How Retirement Affects Marriage


Manage episode 247865821 series 1315615
By Caleb & Verlynda Simonyi-Gindele and Verlynda Simonyi-Gindele. Discovered by Player FM and our community — copyright is owned by the publisher, not Player FM, and audio is streamed directly from their servers. Hit the Subscribe button to track updates in Player FM, or paste the feed URL into other podcast apps.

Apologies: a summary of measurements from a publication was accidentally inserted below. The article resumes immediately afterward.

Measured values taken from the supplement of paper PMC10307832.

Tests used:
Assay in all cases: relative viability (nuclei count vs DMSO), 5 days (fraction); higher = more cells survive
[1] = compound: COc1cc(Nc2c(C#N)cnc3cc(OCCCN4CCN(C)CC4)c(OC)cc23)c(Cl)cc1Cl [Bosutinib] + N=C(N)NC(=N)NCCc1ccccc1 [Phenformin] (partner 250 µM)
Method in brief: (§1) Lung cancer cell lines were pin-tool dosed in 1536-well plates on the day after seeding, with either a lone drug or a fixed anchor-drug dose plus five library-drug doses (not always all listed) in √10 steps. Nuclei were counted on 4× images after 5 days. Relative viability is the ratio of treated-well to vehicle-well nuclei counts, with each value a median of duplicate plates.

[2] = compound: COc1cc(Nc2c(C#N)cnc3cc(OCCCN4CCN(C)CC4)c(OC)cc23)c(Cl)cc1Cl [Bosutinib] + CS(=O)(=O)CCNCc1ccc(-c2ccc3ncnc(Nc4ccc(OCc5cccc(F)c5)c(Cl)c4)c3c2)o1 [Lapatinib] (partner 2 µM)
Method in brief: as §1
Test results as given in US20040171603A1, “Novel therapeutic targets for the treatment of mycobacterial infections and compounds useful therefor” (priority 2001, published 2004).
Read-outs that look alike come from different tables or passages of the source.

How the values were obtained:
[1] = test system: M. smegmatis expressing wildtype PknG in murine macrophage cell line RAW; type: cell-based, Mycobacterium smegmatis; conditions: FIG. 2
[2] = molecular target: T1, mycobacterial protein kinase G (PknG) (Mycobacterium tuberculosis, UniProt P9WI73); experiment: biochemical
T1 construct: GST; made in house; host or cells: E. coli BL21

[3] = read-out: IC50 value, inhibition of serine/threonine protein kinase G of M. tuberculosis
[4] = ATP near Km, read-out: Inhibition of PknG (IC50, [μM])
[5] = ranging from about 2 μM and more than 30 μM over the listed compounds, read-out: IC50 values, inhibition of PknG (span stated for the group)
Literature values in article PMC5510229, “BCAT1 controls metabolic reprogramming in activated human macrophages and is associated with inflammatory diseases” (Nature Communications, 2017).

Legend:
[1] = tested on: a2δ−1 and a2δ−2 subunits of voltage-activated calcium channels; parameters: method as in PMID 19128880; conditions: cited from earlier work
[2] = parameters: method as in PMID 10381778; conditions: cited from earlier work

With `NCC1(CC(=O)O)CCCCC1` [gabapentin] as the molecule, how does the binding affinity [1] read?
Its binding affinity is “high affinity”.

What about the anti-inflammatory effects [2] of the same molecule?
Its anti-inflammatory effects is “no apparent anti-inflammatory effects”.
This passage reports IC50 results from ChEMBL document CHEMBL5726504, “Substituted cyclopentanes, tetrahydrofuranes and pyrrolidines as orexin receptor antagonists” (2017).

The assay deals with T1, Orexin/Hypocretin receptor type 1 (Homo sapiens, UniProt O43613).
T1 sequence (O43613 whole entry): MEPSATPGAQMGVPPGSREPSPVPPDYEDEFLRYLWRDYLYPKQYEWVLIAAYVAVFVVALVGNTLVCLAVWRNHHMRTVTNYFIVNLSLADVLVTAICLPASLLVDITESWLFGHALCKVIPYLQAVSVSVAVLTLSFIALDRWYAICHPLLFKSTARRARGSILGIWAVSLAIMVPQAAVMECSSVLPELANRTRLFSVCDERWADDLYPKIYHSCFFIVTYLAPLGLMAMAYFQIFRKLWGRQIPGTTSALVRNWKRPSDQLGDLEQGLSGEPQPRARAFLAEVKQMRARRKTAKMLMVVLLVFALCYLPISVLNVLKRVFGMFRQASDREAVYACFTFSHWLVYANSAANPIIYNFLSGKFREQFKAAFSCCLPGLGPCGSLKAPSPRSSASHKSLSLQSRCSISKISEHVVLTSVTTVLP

Transitioning from full-time employment into retirement is naturally going to impact both your life and your marriage. Retirement comes with lots of changes, and there are ups and downs to the process. Whether you have parents going through this, you’re coming up to retirement, or you have recently retired, there’s lots to learn about how to handle the changes that come with moving into retirement since it’s a brand-new stage of life. Research shows that there are both positives and negatives that can come as a result of retirement. Certainly, in North American culture retirement is idealized and celebrated as something to look forward to at the end of your career, but many couples also experience some disappointment when it turns out to be not as great as they had hoped. Marital Satisfaction for Couples at Different Life Stages One study looked at positive interactions between couples of different ages. The study showed that younger couples had the most positive interactions: good healthy, positive day to day moments. Middle age couples (40’s) had the least. And older couples (about 65 and over…the retirement group) had an intermediate amount of positive interactions. But the study also found that negative attitudes decreased with age. It’s normal for couples to go through tough stages of becoming parents, establishing their careers, getting mortgages paid off: this requires adjustments across the lifespan. It is reasonable to expect that going into retirement is going to require some adjustments as well.[1] According to studies from around the turn of the century and current research, the divorce rate rises within the older population compared to the divorce rate of the younger generation. This raises an important question: if retirement is pitched as such a wonderful thing, why are people struggling in their most important relationships? Retirement is a Life Transition Transitioning into retirement comes with a lot of adjustments. Going from working to not working is just one of the changes that come with retirement. Many couples find themselves facing changes in where they live, changes in their routines with their spouse, and even changes in their identity. A retiring therapist might ask himself questions such as “Am I still a therapist if I am not doing therapy? What am I now? What is my purpose? What is our purpose?”[2] When retiring from any profession, one or both spouses may find themselves facing a shift in their sense of identity as they move into a new stage of life. There are many other questions that come up for couples in retirement: How will you and your spouse decide what to do with your time? What is your retirement plan in terms of your savings: can you live without employment income for 10, 20, or 30 or more years? In addition to these questions, the couple have to adjust to changes on the relational side of things. Couples find that they’re spending a lot more time together, more than they have for many, many years. Most retired couples are not raising children, caring for parents, or heading off to work for the bulk of the day. Suddenly, whatever your marriage is like, it is all right there in front of you and it has to be faced.[3] If your marriage has been strong and healthy — you’ll see the effects of that. And that’s great! For those couples, marital satisfaction will increase because they have even more time to spend together. But if your marriage really hasn’t been great for 20 years but you’ve made it through by focusing on raising and launching your kids, or concentrating on your career or business, and now you’re past those things and you’re just left with a “not great” marriage: that’s a challenging place to be in. Those escape mechanisms of work or other things are gone and not available any longer, and there’s a lot to figure out.[4] Retirement Factors that Affect Marriage One factor that impacts couples when they retire is whether or not they retire tog...

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